Totally agree and thank you for a thought-provoking post!

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  2. I think I was still a teenager when one of those strange people from sex-ed classes mentioned to a bunch of us that the rape fantasy was normal. And not only normal, but perfectly healthy. It was a big moment for me, and told me that it was okay to distinguish between fiction and reality, whether we're getting served that fiction in a novel, or in the bedroom.

    And, as you say, Aiden safe-worded = consent withdrawn. End of story. Argument over.

    Also, Lord Musclechest McPirateCaptor? He can shiver my timbers any time he likes.

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    1. I don't think any of my school's sex ed teachers were cool enough to talk about rape fantasy. But as a teen I found Mary Friday's My Secret Garden, a book about women's sexual fantasies, and I was like, wow, other people think about this stuff!

      Haha! Lord Musclechest McPirateCaptor totally needs his own book.

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  3. Fabulous post. Thanks for spelling it out, and for the links.

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    1. Thank you, Emma. I really love that article about how readers relate to novel characters -- such a cool study.

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  4. Dubious consent is a construct that exists only in fiction.

    THE BEST POST.

    But you knew that. Because the last thing a hero needs is to be rapier. <3 you!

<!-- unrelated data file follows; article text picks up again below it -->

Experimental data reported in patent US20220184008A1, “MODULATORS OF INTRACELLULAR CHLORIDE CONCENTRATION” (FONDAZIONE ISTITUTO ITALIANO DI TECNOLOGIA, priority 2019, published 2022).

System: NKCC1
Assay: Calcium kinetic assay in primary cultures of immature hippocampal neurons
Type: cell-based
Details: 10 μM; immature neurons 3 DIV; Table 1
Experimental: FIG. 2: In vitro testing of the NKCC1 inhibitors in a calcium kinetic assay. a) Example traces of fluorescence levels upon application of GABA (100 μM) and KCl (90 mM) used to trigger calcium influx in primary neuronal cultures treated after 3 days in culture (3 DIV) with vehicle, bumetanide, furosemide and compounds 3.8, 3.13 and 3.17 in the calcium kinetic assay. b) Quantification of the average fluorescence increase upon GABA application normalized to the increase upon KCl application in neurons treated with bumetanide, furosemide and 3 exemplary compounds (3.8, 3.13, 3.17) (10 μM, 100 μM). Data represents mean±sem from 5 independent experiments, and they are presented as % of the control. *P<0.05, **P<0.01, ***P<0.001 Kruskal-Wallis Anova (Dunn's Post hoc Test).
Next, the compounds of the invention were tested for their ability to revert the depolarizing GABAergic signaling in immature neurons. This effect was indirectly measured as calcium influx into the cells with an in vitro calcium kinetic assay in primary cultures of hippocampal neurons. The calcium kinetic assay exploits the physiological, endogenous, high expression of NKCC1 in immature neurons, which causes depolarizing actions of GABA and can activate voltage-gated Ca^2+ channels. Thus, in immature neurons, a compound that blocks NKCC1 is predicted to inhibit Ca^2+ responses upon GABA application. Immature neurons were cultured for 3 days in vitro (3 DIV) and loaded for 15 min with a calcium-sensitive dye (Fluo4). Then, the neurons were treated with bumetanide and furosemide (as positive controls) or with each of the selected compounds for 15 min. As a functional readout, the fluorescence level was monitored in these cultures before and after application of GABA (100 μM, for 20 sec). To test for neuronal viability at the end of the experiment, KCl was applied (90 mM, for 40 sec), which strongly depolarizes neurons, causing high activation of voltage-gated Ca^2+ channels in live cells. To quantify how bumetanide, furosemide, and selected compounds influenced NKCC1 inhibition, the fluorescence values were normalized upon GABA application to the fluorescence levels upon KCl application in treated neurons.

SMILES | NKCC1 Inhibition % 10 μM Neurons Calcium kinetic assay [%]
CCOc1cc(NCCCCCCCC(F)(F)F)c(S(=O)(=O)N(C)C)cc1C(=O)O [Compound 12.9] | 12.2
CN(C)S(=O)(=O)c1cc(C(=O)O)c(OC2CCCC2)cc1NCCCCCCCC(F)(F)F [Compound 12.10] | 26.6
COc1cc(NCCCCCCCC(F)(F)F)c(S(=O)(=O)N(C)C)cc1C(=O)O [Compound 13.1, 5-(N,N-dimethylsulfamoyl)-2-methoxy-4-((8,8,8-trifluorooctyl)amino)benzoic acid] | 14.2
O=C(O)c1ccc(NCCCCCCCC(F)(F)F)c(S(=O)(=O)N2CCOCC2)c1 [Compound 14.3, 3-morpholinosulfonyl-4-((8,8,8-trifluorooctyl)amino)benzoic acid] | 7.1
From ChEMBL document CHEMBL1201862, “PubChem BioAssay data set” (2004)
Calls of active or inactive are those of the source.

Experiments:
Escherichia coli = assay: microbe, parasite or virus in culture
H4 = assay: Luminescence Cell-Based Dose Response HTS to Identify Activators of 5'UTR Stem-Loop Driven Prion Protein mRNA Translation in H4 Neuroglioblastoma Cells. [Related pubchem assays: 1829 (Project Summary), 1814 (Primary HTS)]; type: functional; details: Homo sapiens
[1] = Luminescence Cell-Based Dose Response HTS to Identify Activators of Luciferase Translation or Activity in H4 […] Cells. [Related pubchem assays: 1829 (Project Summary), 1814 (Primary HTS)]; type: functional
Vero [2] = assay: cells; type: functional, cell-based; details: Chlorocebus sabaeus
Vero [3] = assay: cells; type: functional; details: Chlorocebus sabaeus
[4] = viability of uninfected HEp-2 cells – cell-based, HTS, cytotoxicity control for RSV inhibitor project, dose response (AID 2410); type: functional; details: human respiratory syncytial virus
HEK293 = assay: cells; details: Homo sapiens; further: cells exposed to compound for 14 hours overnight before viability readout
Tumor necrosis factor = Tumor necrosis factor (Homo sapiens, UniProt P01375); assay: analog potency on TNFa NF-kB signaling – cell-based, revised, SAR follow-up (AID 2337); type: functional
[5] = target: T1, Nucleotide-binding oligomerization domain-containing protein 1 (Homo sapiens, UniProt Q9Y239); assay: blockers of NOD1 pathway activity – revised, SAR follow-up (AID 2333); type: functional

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    1. Back atcha. Get it, non-rapey heroes!(But ask first...)

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  5. This is a really interesting post on a subject that endlessly fascinates me. The main thing I feel about this is that because "rape as titillation" is not allowed to be sold, this limits the warning publishers can use. Basically, Loose Id could not have labelled it rape, considering it is an explicit scene, and still sold it on Amazon. And the net effect is that it limits the conversation that readers and authors and PEOPLE can really have about this issue. We are forced to talk about dubious consent and forced seduction and capture scenarios and all these other terms that dance around the issue of "he/she said no".

    Actually I don't agree with you that there is no grey area in real life. I think there is so much grey area that it makes my head hurt to think about. There are just too many times when someone says no and then legitimately changes their mind. There are too many times when they didn't. There are too many times when someone didn't feel like they COULD say no, and yet the other party never ever intended to rape them.